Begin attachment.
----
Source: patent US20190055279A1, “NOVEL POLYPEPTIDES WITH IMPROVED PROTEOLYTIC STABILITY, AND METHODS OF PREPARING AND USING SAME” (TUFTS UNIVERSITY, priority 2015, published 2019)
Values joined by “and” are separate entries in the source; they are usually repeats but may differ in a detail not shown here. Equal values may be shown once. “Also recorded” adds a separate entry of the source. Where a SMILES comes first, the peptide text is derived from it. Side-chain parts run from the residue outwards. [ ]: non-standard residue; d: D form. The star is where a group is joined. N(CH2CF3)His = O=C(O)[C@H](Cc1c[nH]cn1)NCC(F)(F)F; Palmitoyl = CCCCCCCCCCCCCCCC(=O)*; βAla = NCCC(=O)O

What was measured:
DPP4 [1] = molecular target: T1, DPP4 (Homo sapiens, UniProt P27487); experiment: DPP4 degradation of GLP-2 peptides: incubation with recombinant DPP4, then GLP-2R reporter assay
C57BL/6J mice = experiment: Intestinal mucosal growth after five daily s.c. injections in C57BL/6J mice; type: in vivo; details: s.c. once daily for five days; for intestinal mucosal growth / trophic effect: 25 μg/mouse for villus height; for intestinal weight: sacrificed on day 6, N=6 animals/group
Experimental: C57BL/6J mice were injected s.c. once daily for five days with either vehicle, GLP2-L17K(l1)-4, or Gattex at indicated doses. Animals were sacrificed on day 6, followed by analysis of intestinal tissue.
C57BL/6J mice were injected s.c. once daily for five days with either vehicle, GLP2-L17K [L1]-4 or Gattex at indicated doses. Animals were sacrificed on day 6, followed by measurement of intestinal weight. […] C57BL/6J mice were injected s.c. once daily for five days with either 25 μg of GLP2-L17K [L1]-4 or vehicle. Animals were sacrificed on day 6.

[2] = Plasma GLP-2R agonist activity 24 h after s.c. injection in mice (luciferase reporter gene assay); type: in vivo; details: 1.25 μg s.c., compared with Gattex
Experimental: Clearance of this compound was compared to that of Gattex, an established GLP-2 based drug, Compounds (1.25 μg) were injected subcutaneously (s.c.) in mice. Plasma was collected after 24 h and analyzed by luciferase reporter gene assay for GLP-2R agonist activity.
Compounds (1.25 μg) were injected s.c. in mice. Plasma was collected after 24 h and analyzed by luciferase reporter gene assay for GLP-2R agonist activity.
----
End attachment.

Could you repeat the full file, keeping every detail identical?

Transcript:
Source: patent US20190055279A1, “NOVEL POLYPEPTIDES WITH IMPROVED PROTEOLYTIC STABILITY, AND METHODS OF PREPARING AND USING SAME” (TUFTS UNIVERSITY, priority 2015, published 2019)
Values joined by “and” are separate entries in the source; they are usually repeats but may differ in a detail not shown here. Equal values may be shown once. “Also recorded” adds a separate entry of the source. Where a SMILES comes first, the peptide text is derived from it. Side-chain parts run from the residue outwards. [ ]: non-standard residue; d: D form. The star is where a group is joined. N(CH2CF3)His = O=C(O)[C@H](Cc1c[nH]cn1)NCC(F)(F)F; Palmitoyl = CCCCCCCCCCCCCCCC(=O)*; βAla = NCCC(=O)O

What was measured:
DPP4 [1] = molecular target: T1, DPP4 (Homo sapiens, UniProt P27487); experiment: DPP4 degradation of GLP-2 peptides: incubation with recombinant DPP4, then GLP-2R reporter assay
C57BL/6J mice = experiment: Intestinal mucosal growth after five daily s.c. injections in C57BL/6J mice; type: in vivo; details: s.c. once daily for five days; for intestinal mucosal growth / trophic effect: 25 μg/mouse for villus height; for intestinal weight: sacrificed on day 6, N=6 animals/group
Experimental: C57BL/6J mice were injected s.c. once daily for five days with either vehicle, GLP2-L17K(l1)-4, or Gattex at indicated doses. Animals were sacrificed on day 6, followed by analysis of intestinal tissue.
C57BL/6J mice were injected s.c. once daily for five days with either vehicle, GLP2-L17K [L1]-4 or Gattex at indicated doses. Animals were sacrificed on day 6, followed by measurement of intestinal weight. […] C57BL/6J mice were injected s.c. once daily for five days with either 25 μg of GLP2-L17K [L1]-4 or vehicle. Animals were sacrificed on day 6.

[2] = Plasma GLP-2R agonist activity 24 h after s.c. injection in mice (luciferase reporter gene assay); type: in vivo; details: 1.25 μg s.c., compared with Gattex
Experimental: Clearance of this compound was compared to that of Gattex, an established GLP-2 based drug, Compounds (1.25 μg) were injected subcutaneously (s.c.) in mice. Plasma was collected after 24 h and analyzed by luciferase reporter gene assay for GLP-2R agonist activity.
Compounds (1.25 μg) were injected s.c. in mice. Plasma was collected after 24 h and analyzed by luciferase reporter gene assay for GLP-2R agonist activity.